Stand up work at Nova Uniao and Tropa Thai Social Program

Posted: Oct 04 2014

This blog is written by Torryn Heffelfinger. 

 

After Muay Thai training at Nova Uniao
This past week had its ups and downs. At the start of the week brought the usual great training, then I had a few days of being sick and then rounded the week off by getting out and experiencing more of what Rio has to offer. Even though it is never fun being sick I still had a chance to learn a lot.
Week in training
Getting some sparring in while visiting the Tropa Thai social program.
Monday morning I worked on wrestling, focusing on drilling takedowns to counter various kicks. After wrestling I met up with Simeon and headed into Nova Uniao for the afternoon. The first session I caught was nogi grappling. The class was very drill heavy, the warm up was completely sport specific movements. Some of the drills included swinging armbar drills and triangle drills. Each guy would quickly (and correctly) hit 10 reps to each side, switch with their partner, and then rep out another set. The live rolling was great. It seemed like every person I rolled against had a completely different style, which was awesome because it really forced me to adapt quickly and work my game. Immediately after Nogi I threw on the gloves and shin pads and did the Pro Muay Thai class. The instructor was a phenomenal coach and by watching him it was quickly apparent he has spend decades in the sport. He ran us through multiple combos. At first we would work a combo slowly and technically, and then we would switch to fast paced rounds with movement and speed. After about 45 minutes of fast paced drilling we did specific technical sparring. One guy could only spend the round throwing punches while the other guy could only throw kicks. This would go on for a three minute round and then you would switch rolls with your partner. The drill really allowed you to see more openings and work counters. We finished the session with free sparring and core work.
Melanie, one the the CR guests, training at Tropa Thai.
Tuesday morning I headed into Nova Uniao and got some great boxing training in. The main focus was aimed at head movement and countering (both things I need to work on). The coach would show three or four possible slips or counters and then we would alternate rounds with one guy throwing and the other guy working on the techniques. We finished up with a final 3 minute round with our hands behind our backs and all we could use was head movement and footwork to evade punches; it was a great drill and even at a slower pace a difficult one. After doing the drills I can see why Nova Uniao's Top level fighters, such as Jose Aldo, can be do dangerous and elusive on the feet.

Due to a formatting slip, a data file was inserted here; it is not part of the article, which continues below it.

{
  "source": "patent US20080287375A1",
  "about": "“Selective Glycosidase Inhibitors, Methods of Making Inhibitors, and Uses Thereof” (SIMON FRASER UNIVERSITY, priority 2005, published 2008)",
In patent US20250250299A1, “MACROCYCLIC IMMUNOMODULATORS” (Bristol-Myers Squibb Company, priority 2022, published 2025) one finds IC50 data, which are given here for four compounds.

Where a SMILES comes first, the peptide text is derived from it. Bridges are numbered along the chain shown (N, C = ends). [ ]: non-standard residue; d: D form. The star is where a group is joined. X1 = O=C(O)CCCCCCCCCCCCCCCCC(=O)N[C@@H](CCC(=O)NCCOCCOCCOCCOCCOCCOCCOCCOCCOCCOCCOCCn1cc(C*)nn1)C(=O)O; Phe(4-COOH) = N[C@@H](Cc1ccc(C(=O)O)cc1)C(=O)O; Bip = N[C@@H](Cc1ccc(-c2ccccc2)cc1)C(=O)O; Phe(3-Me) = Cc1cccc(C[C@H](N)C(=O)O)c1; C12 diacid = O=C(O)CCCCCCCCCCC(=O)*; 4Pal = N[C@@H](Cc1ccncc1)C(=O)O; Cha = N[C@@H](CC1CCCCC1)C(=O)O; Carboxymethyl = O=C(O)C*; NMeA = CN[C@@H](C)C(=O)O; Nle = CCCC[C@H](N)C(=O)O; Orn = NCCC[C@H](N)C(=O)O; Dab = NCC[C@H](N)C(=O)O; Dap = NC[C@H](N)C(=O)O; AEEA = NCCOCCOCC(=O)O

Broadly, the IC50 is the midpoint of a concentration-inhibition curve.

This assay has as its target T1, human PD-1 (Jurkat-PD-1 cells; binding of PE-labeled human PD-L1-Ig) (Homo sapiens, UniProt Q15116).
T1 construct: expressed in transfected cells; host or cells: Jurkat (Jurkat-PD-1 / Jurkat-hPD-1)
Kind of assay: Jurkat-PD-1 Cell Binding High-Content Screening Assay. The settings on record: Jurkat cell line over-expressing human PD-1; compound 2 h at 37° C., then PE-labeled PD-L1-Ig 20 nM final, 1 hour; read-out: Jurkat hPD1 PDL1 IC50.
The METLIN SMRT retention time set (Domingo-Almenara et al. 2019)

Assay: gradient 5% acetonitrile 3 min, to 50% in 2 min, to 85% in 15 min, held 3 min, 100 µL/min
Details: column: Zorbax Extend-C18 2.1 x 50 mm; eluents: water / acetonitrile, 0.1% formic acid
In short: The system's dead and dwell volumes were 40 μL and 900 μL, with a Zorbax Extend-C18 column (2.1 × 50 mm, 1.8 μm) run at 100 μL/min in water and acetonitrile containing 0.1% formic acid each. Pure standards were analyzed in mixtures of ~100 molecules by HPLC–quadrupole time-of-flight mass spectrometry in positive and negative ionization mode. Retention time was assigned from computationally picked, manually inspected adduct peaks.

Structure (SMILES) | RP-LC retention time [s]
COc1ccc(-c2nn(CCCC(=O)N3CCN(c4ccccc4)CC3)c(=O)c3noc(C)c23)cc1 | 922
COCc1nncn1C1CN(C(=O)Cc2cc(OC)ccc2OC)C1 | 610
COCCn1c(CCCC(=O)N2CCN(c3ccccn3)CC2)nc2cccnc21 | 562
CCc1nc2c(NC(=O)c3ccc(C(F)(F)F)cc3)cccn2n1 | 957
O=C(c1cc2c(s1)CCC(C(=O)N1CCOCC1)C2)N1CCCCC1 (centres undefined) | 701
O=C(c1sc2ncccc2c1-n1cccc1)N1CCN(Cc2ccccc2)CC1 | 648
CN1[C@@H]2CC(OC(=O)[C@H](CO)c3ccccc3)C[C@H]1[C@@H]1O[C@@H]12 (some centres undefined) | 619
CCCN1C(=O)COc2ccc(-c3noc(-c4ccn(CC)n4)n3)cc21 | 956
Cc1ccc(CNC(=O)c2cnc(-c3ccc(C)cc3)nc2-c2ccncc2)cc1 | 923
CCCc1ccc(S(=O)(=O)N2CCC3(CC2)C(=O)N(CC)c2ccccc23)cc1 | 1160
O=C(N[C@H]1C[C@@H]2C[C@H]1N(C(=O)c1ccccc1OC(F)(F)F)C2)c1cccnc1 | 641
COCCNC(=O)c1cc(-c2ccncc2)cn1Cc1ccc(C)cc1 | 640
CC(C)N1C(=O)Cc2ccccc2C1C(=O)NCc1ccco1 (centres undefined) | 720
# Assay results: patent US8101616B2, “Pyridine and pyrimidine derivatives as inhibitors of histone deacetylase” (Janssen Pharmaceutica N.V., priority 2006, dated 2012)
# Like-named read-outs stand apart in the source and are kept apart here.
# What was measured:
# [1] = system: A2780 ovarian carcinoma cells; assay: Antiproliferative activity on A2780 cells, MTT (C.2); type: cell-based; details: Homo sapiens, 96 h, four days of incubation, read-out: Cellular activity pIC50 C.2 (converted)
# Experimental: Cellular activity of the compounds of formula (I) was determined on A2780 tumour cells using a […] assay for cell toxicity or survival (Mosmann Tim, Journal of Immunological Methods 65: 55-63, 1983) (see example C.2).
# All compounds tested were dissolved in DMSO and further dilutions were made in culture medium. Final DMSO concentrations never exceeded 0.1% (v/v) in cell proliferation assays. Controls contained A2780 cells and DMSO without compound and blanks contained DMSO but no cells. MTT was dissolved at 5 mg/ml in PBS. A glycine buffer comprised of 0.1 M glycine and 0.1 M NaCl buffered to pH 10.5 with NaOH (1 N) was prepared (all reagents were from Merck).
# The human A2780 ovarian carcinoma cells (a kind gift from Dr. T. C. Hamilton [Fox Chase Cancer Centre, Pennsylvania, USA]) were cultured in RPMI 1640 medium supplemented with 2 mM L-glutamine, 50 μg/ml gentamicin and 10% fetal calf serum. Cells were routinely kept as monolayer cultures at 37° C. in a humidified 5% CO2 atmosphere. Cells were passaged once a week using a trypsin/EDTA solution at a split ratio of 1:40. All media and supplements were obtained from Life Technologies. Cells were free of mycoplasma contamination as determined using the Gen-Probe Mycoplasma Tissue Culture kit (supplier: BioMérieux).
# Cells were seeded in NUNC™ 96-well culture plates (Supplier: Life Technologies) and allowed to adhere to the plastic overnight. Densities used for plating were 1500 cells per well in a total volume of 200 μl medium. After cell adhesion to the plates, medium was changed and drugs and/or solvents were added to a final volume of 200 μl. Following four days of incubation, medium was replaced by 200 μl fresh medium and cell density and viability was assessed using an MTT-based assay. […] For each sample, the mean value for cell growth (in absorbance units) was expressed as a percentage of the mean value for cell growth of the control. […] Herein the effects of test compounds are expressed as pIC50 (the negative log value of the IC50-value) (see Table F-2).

One of the talented students at Tropa Thai
On Tuesday night a group of us went out to Tijuquinha and checked out Eduardo “Edu” Pachu's social program Tropa Thai. Edu, an accomplished muay thai and MMA fighter, has been running a free muay thai program for kids in a small favela for many years. Twice a week the concrete basketball courts behind a local school fill with kids of all ages who come in to learn muay thai from some of the best in Rio. The training is broken into two classes, one for younger children and one for teens on up to adults who have worked with Edu. The kids were very good technically and had a lot of spunk. Not only that but they are tough as well, not being able to train in a gym these kids make do training barefoot on rough concrete flooring, I know a lot of adults in the states that wouldn't have the mental toughness to do that. While most of the group watched, Melanie a guest from Boston, and I participated in the second class for teens and adults.
We did a lot of technical sparring and I had a lot of fun working new stuff against the kids (and they had fun getting to punch and kick a gringo). In addition I got some great tips from the instructor, who was able to spot some holes offense and defense. While the training was great, I have to say the most enjoyable part of going was watching the kids train and learn. Social programs like Tropa Thai offer the kids something constructive that will build character and create opportunities for them. My Portuguese is getting good enough to where I could talk to some of the kids and explain to them who we (the CR Gringos) were and what we are doing here. When I told some of them that we were from across the word, train martial arts and we came to watch them train the kids faces beamed and they worked extra hard to make good impressions on us. I really enjoyed going and I hope to make it back Tropa Thai in the future.
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